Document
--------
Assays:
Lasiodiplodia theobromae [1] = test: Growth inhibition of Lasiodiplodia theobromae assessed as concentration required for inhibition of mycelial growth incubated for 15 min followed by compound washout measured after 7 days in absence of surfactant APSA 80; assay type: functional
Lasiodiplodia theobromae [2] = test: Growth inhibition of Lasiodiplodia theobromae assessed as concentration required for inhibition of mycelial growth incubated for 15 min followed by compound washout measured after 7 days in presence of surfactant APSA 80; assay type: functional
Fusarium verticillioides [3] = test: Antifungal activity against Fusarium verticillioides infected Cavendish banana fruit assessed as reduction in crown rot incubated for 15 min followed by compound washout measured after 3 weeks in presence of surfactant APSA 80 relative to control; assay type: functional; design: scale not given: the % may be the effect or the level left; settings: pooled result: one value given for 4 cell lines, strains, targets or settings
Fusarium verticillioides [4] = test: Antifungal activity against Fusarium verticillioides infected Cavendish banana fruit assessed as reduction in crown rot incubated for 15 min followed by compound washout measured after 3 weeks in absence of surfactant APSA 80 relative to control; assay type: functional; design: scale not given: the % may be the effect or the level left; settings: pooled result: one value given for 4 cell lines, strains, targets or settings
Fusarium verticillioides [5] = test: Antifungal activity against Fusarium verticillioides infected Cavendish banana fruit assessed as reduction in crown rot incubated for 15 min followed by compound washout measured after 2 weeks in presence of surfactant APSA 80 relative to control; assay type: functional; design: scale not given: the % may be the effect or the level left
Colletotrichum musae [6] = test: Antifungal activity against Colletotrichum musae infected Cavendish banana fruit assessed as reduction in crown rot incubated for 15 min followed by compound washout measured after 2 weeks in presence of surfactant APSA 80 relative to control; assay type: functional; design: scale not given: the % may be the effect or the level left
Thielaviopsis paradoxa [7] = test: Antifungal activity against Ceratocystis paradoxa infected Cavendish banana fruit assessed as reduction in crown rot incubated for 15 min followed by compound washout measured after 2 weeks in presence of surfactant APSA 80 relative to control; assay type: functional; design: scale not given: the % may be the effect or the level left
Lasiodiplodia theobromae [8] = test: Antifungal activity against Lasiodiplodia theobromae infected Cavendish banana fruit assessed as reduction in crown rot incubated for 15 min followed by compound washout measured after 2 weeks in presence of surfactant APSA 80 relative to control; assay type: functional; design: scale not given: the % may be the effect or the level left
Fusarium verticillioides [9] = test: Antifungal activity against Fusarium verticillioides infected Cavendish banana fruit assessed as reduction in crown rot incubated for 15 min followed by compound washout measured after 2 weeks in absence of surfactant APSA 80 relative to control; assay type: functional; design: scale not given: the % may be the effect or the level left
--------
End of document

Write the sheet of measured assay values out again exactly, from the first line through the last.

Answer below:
Assays:
Lasiodiplodia theobromae [1] = test: Growth inhibition of Lasiodiplodia theobromae assessed as concentration required for inhibition of mycelial growth incubated for 15 min followed by compound washout measured after 7 days in absence of surfactant APSA 80; assay type: functional
Lasiodiplodia theobromae [2] = test: Growth inhibition of Lasiodiplodia theobromae assessed as concentration required for inhibition of mycelial growth incubated for 15 min followed by compound washout measured after 7 days in presence of surfactant APSA 80; assay type: functional
Fusarium verticillioides [3] = test: Antifungal activity against Fusarium verticillioides infected Cavendish banana fruit assessed as reduction in crown rot incubated for 15 min followed by compound washout measured after 3 weeks in presence of surfactant APSA 80 relative to control; assay type: functional; design: scale not given: the % may be the effect or the level left; settings: pooled result: one value given for 4 cell lines, strains, targets or settings
Fusarium verticillioides [4] = test: Antifungal activity against Fusarium verticillioides infected Cavendish banana fruit assessed as reduction in crown rot incubated for 15 min followed by compound washout measured after 3 weeks in absence of surfactant APSA 80 relative to control; assay type: functional; design: scale not given: the % may be the effect or the level left; settings: pooled result: one value given for 4 cell lines, strains, targets or settings
Fusarium verticillioides [5] = test: Antifungal activity against Fusarium verticillioides infected Cavendish banana fruit assessed as reduction in crown rot incubated for 15 min followed by compound washout measured after 2 weeks in presence of surfactant APSA 80 relative to control; assay type: functional; design: scale not given: the % may be the effect or the level left
Colletotrichum musae [6] = test: Antifungal activity against Colletotrichum musae infected Cavendish banana fruit assessed as reduction in crown rot incubated for 15 min followed by compound washout measured after 2 weeks in presence of surfactant APSA 80 relative to control; assay type: functional; design: scale not given: the % may be the effect or the level left
Thielaviopsis paradoxa [7] = test: Antifungal activity against Ceratocystis paradoxa infected Cavendish banana fruit assessed as reduction in crown rot incubated for 15 min followed by compound washout measured after 2 weeks in presence of surfactant APSA 80 relative to control; assay type: functional; design: scale not given: the % may be the effect or the level left
Lasiodiplodia theobromae [8] = test: Antifungal activity against Lasiodiplodia theobromae infected Cavendish banana fruit assessed as reduction in crown rot incubated for 15 min followed by compound washout measured after 2 weeks in presence of surfactant APSA 80 relative to control; assay type: functional; design: scale not given: the % may be the effect or the level left
Fusarium verticillioides [9] = test: Antifungal activity against Fusarium verticillioides infected Cavendish banana fruit assessed as reduction in crown rot incubated for 15 min followed by compound washout measured after 2 weeks in absence of surfactant APSA 80 relative to control; assay type: functional; design: scale not given: the % may be the effect or the level left